Sunday, June 10, 2012

'Lost in the Stratosphere' is light but fulfilling

Lost in the Stratosphere (1934)
Starring: William Cagney, Edward Nugent, June Collyer, Frank McGwynn, and Hattie McDaniel
Director: Melvin W. Brown
Rating: Six of Ten Stars

Two best friends and daredevil military pilots, playboy Lt. Tom "Soapy" Cooper (Cagney) and Lt. Richard "Woody" Wood (Nugent) see their friendly rivalry turn nasty when Tom unknowingly goes on a date with Wood's fiancee (Collyer) and subsequently steals her away when they fall in love. But when they are tapped for a dangerous test flight that will take them into the strasophere, they must set aside their grudges if they are to survive.

For about half of its running time, "Lost in the Stratosphere" is a fairly straightforward romantic comedy/buddy picture, with Soapy and Woody trying to outdo each other with bravery in the air, and by pranking each other on the ground. It's all fun and games, even if Soapy is something of a jerk and Woody is a bit of a dish-rag, until a girl they both truly love comes between them, Woody feels betrayed, and the film spends some time in melodrama territory. And finally, it becomes something of an action film in the third act, with Soapy and Woody struggling to save their lives in an experimental balloon.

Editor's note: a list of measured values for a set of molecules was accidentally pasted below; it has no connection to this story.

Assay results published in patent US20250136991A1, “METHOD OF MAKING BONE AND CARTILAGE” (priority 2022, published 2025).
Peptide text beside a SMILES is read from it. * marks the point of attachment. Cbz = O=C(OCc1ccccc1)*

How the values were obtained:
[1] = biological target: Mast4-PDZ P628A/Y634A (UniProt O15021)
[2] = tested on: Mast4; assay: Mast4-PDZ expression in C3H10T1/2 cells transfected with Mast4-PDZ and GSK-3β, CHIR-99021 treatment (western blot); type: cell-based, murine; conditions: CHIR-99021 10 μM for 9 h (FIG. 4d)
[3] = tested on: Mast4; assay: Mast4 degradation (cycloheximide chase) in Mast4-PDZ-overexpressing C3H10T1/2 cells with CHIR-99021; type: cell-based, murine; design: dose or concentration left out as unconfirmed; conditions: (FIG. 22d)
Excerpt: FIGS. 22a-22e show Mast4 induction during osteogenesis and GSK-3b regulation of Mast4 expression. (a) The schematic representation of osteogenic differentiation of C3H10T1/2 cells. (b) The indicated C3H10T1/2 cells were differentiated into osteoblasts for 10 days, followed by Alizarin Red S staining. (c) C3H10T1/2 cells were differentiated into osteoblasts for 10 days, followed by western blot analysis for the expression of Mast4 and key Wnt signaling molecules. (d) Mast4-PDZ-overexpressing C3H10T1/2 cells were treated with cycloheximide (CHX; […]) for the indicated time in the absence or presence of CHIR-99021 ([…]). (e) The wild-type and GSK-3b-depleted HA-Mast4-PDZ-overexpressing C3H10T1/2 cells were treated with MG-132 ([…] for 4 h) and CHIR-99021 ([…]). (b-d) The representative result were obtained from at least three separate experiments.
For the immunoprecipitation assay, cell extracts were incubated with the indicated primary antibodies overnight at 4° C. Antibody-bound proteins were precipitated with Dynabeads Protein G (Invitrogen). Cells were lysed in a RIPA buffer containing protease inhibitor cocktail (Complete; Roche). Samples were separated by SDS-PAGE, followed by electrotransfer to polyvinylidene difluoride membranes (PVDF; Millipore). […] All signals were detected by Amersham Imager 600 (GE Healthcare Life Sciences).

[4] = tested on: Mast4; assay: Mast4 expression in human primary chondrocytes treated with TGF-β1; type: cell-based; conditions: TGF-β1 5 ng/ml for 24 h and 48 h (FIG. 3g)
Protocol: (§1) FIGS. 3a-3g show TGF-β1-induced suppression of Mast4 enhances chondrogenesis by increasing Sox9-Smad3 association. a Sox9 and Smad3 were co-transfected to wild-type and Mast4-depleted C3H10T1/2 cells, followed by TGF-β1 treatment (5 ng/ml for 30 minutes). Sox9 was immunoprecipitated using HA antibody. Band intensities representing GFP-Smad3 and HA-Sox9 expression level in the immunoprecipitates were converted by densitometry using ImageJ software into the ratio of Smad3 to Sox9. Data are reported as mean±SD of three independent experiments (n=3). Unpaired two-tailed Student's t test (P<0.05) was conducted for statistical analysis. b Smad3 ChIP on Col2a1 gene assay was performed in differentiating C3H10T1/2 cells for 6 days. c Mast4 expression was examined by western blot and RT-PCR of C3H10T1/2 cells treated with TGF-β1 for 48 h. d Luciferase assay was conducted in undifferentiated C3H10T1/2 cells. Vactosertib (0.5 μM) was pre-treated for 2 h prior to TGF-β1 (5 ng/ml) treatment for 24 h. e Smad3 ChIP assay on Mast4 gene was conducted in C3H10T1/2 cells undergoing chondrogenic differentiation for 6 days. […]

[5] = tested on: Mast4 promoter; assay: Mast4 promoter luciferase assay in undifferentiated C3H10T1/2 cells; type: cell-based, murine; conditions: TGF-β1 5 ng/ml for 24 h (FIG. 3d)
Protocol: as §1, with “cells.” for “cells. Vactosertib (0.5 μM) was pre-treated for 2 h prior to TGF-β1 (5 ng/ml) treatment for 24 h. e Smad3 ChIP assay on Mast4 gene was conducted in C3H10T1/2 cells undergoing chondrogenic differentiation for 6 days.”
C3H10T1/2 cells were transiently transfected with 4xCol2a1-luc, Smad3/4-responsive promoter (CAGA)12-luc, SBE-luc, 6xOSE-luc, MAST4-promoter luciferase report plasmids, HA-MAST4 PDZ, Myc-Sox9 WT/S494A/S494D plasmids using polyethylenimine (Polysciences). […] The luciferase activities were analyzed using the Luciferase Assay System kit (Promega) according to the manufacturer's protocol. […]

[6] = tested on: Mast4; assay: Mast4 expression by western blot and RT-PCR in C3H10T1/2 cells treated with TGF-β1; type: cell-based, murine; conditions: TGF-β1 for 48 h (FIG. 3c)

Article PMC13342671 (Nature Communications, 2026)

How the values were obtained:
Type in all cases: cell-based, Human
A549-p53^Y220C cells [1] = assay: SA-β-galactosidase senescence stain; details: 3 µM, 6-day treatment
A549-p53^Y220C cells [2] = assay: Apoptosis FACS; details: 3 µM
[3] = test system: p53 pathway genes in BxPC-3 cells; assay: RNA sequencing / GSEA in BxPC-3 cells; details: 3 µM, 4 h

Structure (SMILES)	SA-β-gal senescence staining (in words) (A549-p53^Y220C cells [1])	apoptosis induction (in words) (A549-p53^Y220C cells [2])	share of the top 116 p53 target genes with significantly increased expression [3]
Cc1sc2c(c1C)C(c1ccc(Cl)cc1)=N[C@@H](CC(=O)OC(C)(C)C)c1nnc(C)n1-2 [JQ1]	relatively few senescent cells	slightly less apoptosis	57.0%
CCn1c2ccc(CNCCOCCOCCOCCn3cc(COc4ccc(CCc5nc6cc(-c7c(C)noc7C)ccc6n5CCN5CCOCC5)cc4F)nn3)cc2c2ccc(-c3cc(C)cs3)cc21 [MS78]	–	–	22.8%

This film belongs to William Cagney and Eddie Nugent in every sense. Not only are they equal co-stars, even if Cagney gets a little more scree time, but they are also the only performers who give truly colorful performances. June Collyer is her usual beautiful self, but she is really little more than window-dressing and her character has little definition beyond a vague sense that she was always a little too much woman (or maybe a little too much tomboy) for Woody to handle, even if she had never met Soapy. Aside from the characters portrayed by Cagney, Nugent, and Collyer, none of the others in the film rise above the level of stock figures. This isn't necessarily a negative, as it gives room for Soapy to be redeemed somewhat from pure jerkhood, but it would have been nice to see a little more of Collyer and her character.

One thing that works better in this film than many other flicks that are supposedly about pilots and high-flying action but end up being earthbound due to their low budgets, is that this film delivers just enough hint of aerial excitement to satisfy. Through the effective use of special effect model shots at the films beginning, and effective use of stock footage toward the end, as well as some nicely done sets, lovers of the old-time "men in their flying machines" will walk away from the movie just as happy as those who came for the old-timey buddy pic rom-com action.

Check it out. It's another fun little item that's laying neglected in Hollywood's ash-heap of history.

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